Driving Far? There’s No Need to Park’s Kitchen

img_20160906_134103283Park’s Kitchen
606 Trounce Alley
Victoria, BC
(778) 265-2227

ES: I wish the Izakaya in Trounce Alley stayed longer. Actually known as So-Ya, they had a classy environment to fashion some trendy and nouveau Japanese style food. People can read our review here and I truly miss them. Park’s Kitchen replaces this operation. They had a soft opening and not many people noticed.

I have to wonder if the servers even have an eye for what’s good here. When James and I had our empty glasses of water just sitting on the table, no one bothered to glance to see if we needed a refill. I saw where the decanters were and had to help myself.

JS: Although the shell of So-Ya remains, the spirit within had long since passed on. What has replaced it is not very impressive. I was willing to be pleased but Park’s rarely shined when it came to either customer service, the kitchen staff or their lunch specials.

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But I’m going to give a bad sounding critique and the reason is the not-so-good outweighed what was best about this place. But to start, their sunomono salad was very creative if not refreshing.

The lettuce threw me off but the carrots were most welcome. The vinaigrette was sweet and cool. I have to say I finally found a sunomono that may have beaten Sushi Plus. But perhaps to put something else to replace the lettuce will improve on this creation.

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Defining the Divine at Grace Sushi

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Grace Sushi
#100-1619 Store St.,
Chinatown
Victoria, BC
(778) 265-9759

For over a year, Grace Sushi has occupied the space on Store St. that was once The Kaz. I’m not sure what the full story is behind the previous establishment’s departure, but in the past, they offered the space for Sen Zushi to occupy when their Fort Street location was devastated by a fire. Until it was all rebuilt, this other establishment fulfilled some sushi diner’s needs. Now they have moved back, and I’m the type to try all the places in town … just where I like to go lays with what is in the vicinity, before going to a play.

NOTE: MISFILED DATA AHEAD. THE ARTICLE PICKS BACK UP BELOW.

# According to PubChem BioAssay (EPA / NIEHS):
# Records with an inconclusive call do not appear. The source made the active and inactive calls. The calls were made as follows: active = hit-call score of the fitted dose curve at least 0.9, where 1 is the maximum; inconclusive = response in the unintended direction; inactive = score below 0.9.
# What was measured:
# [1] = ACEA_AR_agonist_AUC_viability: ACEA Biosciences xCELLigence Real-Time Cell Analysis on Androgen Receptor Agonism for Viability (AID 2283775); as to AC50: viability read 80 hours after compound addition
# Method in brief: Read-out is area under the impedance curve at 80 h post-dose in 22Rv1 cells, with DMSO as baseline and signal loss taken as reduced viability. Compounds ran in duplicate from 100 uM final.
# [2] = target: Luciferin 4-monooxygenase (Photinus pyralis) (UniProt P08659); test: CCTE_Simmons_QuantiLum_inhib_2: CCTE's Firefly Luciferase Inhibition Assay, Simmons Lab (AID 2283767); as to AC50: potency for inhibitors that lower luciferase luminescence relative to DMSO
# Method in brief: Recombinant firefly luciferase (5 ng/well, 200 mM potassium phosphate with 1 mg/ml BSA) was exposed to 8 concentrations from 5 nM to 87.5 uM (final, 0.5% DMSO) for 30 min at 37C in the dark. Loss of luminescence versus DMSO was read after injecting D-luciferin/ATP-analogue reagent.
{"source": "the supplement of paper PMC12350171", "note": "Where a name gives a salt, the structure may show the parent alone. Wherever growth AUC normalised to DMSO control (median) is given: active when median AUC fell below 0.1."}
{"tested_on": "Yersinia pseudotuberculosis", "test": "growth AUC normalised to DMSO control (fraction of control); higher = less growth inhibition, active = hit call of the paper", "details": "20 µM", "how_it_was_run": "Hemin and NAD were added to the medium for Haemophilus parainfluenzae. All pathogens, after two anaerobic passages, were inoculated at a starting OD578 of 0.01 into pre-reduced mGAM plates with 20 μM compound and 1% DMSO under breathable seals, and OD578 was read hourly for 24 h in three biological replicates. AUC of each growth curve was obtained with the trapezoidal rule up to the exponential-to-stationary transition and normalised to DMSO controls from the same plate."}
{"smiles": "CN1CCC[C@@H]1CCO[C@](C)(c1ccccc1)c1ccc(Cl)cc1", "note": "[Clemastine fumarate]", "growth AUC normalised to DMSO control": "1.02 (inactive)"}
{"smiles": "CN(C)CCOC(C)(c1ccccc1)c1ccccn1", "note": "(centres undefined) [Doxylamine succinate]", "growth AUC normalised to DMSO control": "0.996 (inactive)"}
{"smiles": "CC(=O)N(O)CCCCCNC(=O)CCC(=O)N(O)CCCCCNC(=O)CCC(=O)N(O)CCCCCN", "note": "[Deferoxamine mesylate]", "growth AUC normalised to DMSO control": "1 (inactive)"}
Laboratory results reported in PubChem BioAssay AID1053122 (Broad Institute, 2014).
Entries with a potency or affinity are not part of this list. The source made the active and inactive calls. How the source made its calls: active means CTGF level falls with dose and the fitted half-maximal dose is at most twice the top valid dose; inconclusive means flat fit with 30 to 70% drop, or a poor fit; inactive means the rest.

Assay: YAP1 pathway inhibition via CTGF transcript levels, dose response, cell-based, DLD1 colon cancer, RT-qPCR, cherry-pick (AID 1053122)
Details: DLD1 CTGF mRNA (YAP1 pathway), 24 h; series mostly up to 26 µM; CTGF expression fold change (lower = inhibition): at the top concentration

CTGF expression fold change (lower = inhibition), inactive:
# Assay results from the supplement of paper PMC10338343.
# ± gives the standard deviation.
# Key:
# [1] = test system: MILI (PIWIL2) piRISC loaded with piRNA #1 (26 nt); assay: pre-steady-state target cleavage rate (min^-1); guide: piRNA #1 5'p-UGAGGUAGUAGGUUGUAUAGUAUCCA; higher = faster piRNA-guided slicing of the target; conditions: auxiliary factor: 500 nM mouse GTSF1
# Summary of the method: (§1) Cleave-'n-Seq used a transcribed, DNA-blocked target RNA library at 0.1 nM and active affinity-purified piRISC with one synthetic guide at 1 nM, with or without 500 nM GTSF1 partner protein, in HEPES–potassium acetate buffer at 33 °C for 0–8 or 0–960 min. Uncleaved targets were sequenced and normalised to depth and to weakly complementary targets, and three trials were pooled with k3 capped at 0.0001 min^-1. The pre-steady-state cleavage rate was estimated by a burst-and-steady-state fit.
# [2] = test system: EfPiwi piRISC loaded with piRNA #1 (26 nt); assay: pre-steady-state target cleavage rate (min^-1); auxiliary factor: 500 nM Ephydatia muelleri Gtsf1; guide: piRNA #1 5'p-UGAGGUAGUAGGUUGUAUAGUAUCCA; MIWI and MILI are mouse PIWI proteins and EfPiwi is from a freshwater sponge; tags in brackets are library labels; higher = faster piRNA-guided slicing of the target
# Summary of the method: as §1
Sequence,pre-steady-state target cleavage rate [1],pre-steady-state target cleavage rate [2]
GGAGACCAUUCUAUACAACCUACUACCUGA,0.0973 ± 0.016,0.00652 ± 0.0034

I had to see what kind of divine intervention could occur by walking into a location that’s now changed hands.

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How Nouveau is Nubo Japanese Tapas?

img_20160828_181426201-nuboNubo Japanese Tapas
739 Pandora Ave
Victoria, BC
(778) 265-9909

I’m fairly sure Nubo is very nouveau. Their designer maki rolls certainly looked very tantalizing, making this place worth visiting again for that alone! But when I noticed that I’ve seen similar elsewhere (especially after having sushi in four different cities), well, perhaps they are not? I was seeking a taste of the old country — traditional — and this place certainly delivers. On a busy night, I managed to get a seat at the sushi bar. Reservations are certainly recommended, especially if you’re planning on seeing a yuletide production at the MacPherson Playhouse. In fact, I recommend doing so for the four operations that run here. If time is tight, then the time is best maximized by being here early and just enjoying the scents.

If only I had two hundred dollars, I would be feasting on the variety offered here for an entire month. I could on a weekly basis, though I have to spread the love between here and Omakase. When considering their motoyaki is made from scallop and prawns, I’m already drooling. When I saw that this operation offers monkfish liver, they have a one-up on many other local places I’ve been to. In what I tasted is divine, and I was tripping at the variety of garnishes used on each slice. Each serving was floating in a lake of light soy sauce, and that was just my starter!